Mopar is the original equipment spare parts and aftermarket accessory division of the Stellantis car brands distributed in North America. Mopar muscle cars are high-performance variants of the Plymouth, Dodge and Chrysler cars manufactured during the muscle car era (1964 to 1977). The Pontiac GTO, a car that captured public attention and strongly influenced the muscle car era, was introduced in 1964 as an optional package for the mid-size Pontiac Tempest. The Plymouth Barracuda was a pony that could be converted into a muscle car with the addition of the famous Chrysler 426 Hemi, available as an option starting in 1968, after making its street debut two years earlier with the Plymouth Belvedere, the Dodge Coronet and the Dodge Charger.
The popularity and performance of muscle cars grew in the early 1960s, when Mopar (Dodge, Plymouth and Chrysler) and Ford fought for supremacy in endurance racing. Muscle cars and sports cars are designed to reach high speeds and offer a fun way to get from point A to point B. According to some definitions, including those used by the magazines Car and Driver and Road and Track mentioned below, ponies such as the Ford Mustang, the Chevrolet Camaro and the Plymouth Barracuda and their luxurious companions Mercury Cougar, Pontiac Firebird and the Dodge Challenger, in that wide, influential and lucrative niche of the sixties and seventies, could also be considered muscle cars if they are equipped with suitable high-performance equipment. According to some definitions and perceptions of the time, the term muscle car came to connote high performance at affordable prices, in which extremely powerful engines were used in relatively basic intermediate cars at extremely affordable prices.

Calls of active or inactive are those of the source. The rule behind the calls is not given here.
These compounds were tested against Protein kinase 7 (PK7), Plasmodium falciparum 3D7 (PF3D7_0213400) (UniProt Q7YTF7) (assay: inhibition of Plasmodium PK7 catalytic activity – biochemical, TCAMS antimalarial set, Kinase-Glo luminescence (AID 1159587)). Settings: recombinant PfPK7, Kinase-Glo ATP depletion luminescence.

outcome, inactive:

Modern technology means that the engines of newer muscle cars are not drastically larger than those of standard cars. According to some reports, the term muscle car proper was originally applied to the mid-1960s and early 1970s special editions of mass-produced cars that were designed for endurance racing, although it soon entered the general vocabulary through automotive and automotive marketing magazines and was used generically for performance-oriented street cars. While a standard car can take you from one place to another, a sports car or muscle car will ensure that you have a good time along the way. Although the term was unknown for more than fifteen years, some believe that General Motors intentionally introduced the first muscle car in 1949, when it put its 303 cubic inch (5 L) Rocket V8 of its full-size luxury 98 Rocket V8 in the considerably smaller and lighter Oldsmobile 88. They differ in size, muscle cars are traditionally bulkier, while sports cars are small and elegant and manufacturers have equipped them with different engine styles.